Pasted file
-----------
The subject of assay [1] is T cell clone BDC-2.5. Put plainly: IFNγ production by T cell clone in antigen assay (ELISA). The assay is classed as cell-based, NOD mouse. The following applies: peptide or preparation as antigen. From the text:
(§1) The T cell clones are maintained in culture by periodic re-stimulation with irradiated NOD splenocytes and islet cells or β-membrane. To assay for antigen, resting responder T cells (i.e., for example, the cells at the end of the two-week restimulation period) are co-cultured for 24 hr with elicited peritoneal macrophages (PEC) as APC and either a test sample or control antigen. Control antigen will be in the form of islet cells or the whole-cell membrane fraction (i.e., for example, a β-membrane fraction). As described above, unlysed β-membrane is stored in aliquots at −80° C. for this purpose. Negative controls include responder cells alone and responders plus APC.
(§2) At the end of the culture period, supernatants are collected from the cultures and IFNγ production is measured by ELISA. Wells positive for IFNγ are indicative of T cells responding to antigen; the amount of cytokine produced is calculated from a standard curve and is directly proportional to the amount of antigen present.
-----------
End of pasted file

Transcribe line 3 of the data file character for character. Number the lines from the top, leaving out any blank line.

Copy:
(§2) At the end of the culture period, supernatants are collected from the cultures and IFNγ production is measured by ELISA. Wells positive for IFNγ are indicative of T cells responding to antigen; the amount of cytokine produced is calculated from a standard curve and is directly proportional to the amount of antigen present.